While large grid-connected storage systems in the form of battery energy storage systems will be essential in the future, pumped hydro storage systems are environmentally very expensive for the state and not needed. A diligent analysis of the various associated problems, as in the case of the proposal for such a pumped hydroelectric storage system in the Sharavathy Valley LTM sanctuary, will reveal the huge associated costs to the state and suitable alternatives. Copy of letter to CM, Karnataka in this regard is attached for elaboration.
Since the state has nearly exhausted all potential hydel feeding sites, can the state count on its hope of increasing its hydel feeding capacity?
As a political leader asked a few years ago, should the state ask for additional nuclear power plants from the center, which can lead to huge capital costs, risks and concerns?
It is almost impossible to notice concerted efforts on improving energy efficiency, demand side management (DSM) and energy conservation in the state.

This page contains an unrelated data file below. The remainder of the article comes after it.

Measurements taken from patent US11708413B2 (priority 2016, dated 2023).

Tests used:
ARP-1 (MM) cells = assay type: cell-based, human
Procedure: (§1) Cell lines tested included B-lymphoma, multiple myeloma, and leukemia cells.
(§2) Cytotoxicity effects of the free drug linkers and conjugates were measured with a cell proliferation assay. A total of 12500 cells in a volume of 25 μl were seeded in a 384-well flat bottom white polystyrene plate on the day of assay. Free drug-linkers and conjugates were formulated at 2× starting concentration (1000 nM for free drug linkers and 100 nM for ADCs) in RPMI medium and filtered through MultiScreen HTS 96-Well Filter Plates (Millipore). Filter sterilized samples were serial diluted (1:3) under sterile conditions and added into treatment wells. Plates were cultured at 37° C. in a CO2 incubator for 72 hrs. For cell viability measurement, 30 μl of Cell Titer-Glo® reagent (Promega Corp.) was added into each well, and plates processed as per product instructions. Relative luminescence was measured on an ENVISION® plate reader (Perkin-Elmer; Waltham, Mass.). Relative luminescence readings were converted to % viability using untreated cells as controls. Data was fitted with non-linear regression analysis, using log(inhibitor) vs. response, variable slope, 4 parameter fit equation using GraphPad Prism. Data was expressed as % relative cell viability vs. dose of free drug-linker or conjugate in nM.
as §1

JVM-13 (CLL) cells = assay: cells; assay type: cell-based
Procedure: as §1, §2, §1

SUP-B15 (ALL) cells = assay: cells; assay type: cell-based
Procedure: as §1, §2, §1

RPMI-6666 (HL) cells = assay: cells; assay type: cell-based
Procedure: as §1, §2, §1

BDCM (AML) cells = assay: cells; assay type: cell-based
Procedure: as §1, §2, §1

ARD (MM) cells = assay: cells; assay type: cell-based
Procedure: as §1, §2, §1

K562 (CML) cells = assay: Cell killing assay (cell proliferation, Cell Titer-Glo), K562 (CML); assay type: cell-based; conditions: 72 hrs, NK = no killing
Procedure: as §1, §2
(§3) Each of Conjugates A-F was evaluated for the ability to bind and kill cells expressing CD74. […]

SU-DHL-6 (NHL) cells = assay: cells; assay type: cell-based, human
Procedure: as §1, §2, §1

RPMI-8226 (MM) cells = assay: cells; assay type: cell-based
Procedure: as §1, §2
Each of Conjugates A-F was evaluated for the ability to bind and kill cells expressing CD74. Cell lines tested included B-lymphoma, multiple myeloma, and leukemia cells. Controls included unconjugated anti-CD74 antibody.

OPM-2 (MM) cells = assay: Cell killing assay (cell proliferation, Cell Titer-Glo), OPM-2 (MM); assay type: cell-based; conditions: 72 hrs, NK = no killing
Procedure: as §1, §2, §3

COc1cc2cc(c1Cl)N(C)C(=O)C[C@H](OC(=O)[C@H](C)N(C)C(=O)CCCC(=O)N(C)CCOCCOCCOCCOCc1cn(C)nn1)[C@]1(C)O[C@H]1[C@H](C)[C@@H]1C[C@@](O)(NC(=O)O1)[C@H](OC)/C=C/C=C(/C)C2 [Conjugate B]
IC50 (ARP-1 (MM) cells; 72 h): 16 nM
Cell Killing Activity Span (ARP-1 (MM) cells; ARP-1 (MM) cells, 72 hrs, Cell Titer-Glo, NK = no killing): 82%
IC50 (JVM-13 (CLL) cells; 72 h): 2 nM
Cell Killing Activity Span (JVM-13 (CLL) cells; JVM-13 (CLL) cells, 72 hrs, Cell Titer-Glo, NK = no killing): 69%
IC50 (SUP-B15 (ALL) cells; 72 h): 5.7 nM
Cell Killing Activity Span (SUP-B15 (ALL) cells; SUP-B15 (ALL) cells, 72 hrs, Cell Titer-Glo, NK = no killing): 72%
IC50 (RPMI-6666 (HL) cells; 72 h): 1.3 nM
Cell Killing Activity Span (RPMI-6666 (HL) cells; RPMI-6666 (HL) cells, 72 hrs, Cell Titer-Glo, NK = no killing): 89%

Unless all these issues related to electricity demand and supply in the state are diligently addressed from a strategic perspective, the state cannot take comfort in the performance of its electricity sector.
In the general context of the real long-term well-being of the state, the absence of a carefully prepared energy policy for the state for the next 20 to 30 years, similar to the deplorable absence of an energy policy national, is most disconcerting. Without such a strategic political framework, it would be futile to expect the state to insulate itself from power crises, whether in the short or long term.
Can we soon expect such a diligently prepared state energy policy objectively considering all associated state issues/concerns/forces and credible threats due to climate change, and also after effectively involving all expert stakeholder groups and domains in all decision-making processes?
It is in the true interest of the state that the state’s leading media houses focus on such a strategic approach to various issues important to the state, instead of blindly accepting unsubstantiated statements from a few officials.

*Energy and Climate Policy Analyst, Sagara, Karnataka